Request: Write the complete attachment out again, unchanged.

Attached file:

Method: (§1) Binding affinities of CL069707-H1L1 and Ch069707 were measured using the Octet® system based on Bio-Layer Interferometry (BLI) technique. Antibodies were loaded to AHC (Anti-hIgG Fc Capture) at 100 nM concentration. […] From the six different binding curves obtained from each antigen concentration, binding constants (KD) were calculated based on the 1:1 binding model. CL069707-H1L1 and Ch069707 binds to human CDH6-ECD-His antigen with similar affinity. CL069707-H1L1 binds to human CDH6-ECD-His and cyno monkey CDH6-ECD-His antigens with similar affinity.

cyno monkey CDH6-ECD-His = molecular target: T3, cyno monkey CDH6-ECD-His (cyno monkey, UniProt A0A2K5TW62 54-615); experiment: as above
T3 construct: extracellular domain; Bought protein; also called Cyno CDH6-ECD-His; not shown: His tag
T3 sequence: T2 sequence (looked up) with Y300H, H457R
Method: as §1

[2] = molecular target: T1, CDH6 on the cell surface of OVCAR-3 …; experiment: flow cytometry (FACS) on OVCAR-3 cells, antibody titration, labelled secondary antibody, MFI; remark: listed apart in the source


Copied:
Method: (§1) Binding affinities of CL069707-H1L1 and Ch069707 were measured using the Octet® system based on Bio-Layer Interferometry (BLI) technique. Antibodies were loaded to AHC (Anti-hIgG Fc Capture) at 100 nM concentration. […] From the six different binding curves obtained from each antigen concentration, binding constants (KD) were calculated based on the 1:1 binding model. CL069707-H1L1 and Ch069707 binds to human CDH6-ECD-His antigen with similar affinity. CL069707-H1L1 binds to human CDH6-ECD-His and cyno monkey CDH6-ECD-His antigens with similar affinity.

cyno monkey CDH6-ECD-His = molecular target: T3, cyno monkey CDH6-ECD-His (cyno monkey, UniProt A0A2K5TW62 54-615); experiment: as above
T3 construct: extracellular domain; Bought protein; also called Cyno CDH6-ECD-His; not shown: His tag
T3 sequence: T2 sequence (looked up) with Y300H, H457R
Method: as §1

[2] = molecular target: T1, CDH6 on the cell surface of OVCAR-3 …; experiment: flow cytometry (FACS) on OVCAR-3 cells, antibody titration, labelled secondary antibody, MFI; remark: listed apart in the source